We cannot afford to spend thousands of dollars for Court. We want to keep things simple. Trustee did not lodge Fathers Will, Trustee is denying existence of a Will.
Trustee has passed on his duties to his brother. That brother has given away trust property.
Now they sold the house and we are very worried.
What can we do to get our case back in front of the Probate Judge.
Family Law Attorney
If it's a question of California law, you should re-post this in the California section, rather than Oregon. In any case, though, the answer is likely to be the same: you'll need to consult with an attorney in private (a California-licensed attorney, if the matter is occurring there). There are severe limits on the ability of anyone to solve these problems based solely on the very limited information here.
Please read the following notice: <br> <br> Jay Bodzin is licensed to practice law in the State of Oregon and the Federal District of Oregon, and cannot give advice about the laws of other jurisdictions. All comments on this site are intended for informational purposes only, and do not constitute legal advice or create an attorney-client relationship. Each case is unique. You are advised to have counsel at all stages of any legal proceeding, and to speak with your own lawyer in private to get advice about your specific situation. <br> <br> Jay Bodzin, Northwest Law Office, 2075 SW First Avenue, Suite 2J, Portland, OR 97201 | Telephone: 503-227-0965 | Facsimile: 503-345-0926 | Email: email@example.com | Online: www.northwestlawoffice.com
Estate Planning Attorney
Totally agree with Mr. Bodzin - you need to be talking to a California Lawyer. In a single consultation that will not cost thousands of dollars you should be able to find out if California has adopted the Uniform Trust Code or something similar that gives people in your situation the right to ask a court to review a trustees actions, the right to ask for an accounting, the right to get vital documents disclosed. With a little guidance you might be able to initiate a proceeding yourself and get some judicial assistance but you also might need to appear in the California Court that has jurisdiction. I assume that the house and property we are discussion is located in California. If it's in Oregon you may have the right to go through the Oregon Courts. I am also not sure how this trust was created and what if any relavance a will has. Understand that if I draft a revocable living trust it becomes irrevocable when the client for whom this was created dies and all the property within the trust continues to be property of the trust. I may have draft a pour-over will to create a transfer of any left out property to the trust - but absent the existence of such left out property the pour-over will would not have any function. It would not change anything for the property already in the trust. I still think there is a right to review any relevant documents and property transfers to make sure the trustee has the authority to do what they are doing. PS call an attorney in California - Avvo posts are not a substitute for legal advice. http://www.portlandlegalservices.com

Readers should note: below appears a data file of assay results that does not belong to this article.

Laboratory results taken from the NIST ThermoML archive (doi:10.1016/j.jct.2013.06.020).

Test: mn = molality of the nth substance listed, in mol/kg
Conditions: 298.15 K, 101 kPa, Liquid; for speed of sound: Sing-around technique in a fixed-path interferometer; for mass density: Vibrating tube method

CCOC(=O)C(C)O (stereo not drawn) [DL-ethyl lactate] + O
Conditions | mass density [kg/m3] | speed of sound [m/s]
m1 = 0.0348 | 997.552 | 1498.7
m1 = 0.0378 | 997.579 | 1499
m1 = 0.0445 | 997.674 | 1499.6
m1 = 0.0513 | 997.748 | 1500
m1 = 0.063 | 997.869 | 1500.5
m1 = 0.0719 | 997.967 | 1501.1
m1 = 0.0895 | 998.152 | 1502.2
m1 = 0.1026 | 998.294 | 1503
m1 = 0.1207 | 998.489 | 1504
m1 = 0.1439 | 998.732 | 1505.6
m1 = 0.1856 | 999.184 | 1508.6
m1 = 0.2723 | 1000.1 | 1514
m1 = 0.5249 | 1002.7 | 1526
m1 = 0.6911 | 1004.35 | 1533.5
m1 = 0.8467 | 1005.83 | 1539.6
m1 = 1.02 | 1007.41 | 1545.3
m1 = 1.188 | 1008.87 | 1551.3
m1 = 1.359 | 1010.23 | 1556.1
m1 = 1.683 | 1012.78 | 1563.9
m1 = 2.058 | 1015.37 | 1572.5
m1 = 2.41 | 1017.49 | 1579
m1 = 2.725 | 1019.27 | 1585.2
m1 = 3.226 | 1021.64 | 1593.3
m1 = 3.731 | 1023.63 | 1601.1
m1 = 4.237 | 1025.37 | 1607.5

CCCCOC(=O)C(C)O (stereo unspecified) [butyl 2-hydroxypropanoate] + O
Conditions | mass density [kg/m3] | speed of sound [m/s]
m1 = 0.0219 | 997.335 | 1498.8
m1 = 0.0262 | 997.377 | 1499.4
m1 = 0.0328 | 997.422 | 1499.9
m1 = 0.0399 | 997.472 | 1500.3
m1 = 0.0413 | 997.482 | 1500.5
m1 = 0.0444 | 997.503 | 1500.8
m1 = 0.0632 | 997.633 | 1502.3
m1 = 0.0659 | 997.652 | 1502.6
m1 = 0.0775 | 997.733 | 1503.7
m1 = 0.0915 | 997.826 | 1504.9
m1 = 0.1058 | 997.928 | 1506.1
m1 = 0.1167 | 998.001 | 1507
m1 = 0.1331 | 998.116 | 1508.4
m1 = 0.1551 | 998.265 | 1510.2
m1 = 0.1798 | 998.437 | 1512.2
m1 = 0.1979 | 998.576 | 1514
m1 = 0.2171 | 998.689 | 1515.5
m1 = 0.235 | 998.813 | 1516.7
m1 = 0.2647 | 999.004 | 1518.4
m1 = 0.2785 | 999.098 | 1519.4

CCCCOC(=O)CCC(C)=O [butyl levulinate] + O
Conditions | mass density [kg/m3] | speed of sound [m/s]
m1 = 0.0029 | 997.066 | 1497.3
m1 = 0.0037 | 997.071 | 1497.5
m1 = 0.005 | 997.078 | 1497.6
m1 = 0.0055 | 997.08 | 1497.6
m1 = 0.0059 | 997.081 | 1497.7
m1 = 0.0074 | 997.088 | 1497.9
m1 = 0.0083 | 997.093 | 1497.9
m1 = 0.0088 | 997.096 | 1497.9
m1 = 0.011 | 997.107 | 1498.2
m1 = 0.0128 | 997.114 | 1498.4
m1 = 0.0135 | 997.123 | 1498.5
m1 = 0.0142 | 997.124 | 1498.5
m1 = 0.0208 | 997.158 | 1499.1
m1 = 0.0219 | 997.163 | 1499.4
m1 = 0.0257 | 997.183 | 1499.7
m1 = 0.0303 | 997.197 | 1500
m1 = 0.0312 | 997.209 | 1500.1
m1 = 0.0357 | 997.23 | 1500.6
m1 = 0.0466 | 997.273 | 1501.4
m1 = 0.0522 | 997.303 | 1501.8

The comments by this author to questions posted on Avvo are designed to foster a general understanding of what might be the law governing the area of the legal problem stated and suggest what might be the approach to finding a legal solution. Under no circumstances is this author acting as the attorney for the party who posted the question or as the attorney for subsequent readers to the question or response and no attorney client relationship is being formed. This attorney's comments are not intended to be a substitute for getting legal advice from a licensed attorney. A reader of this author's comments should never act on the information provided in these comments as though these comments were legal advice and should always seek legal advice in a personal consultation with an attorney in their jurisdiction before taking action. The information provided here is not intended to cover every situation with similar facts. Please remember that the law varies between states and other countries and is always changing through actions of the courts and the Legislature.
Under the California Probate Code there are provisions to compel a person to produce a will and there are means to protect and recover trust assets if they have been mismanaged. The first step is to file the appropriate petition in the probate court. The proper court depends on whether you are bringing the action against the trustee for breach of duty, or to lodge the will., Although you can do this on your own, the Probate Code is somewhat complex and the probate court's are very rule oriented so it is recomended that you retain an attorney. Unfortunately, these type of legal proceedings can be extremely expensive. However, you should be able to consult with a California attorney for a few hundred dollars to determine what rights you have, how to exercise those rights, and find out approximately how much it will cost.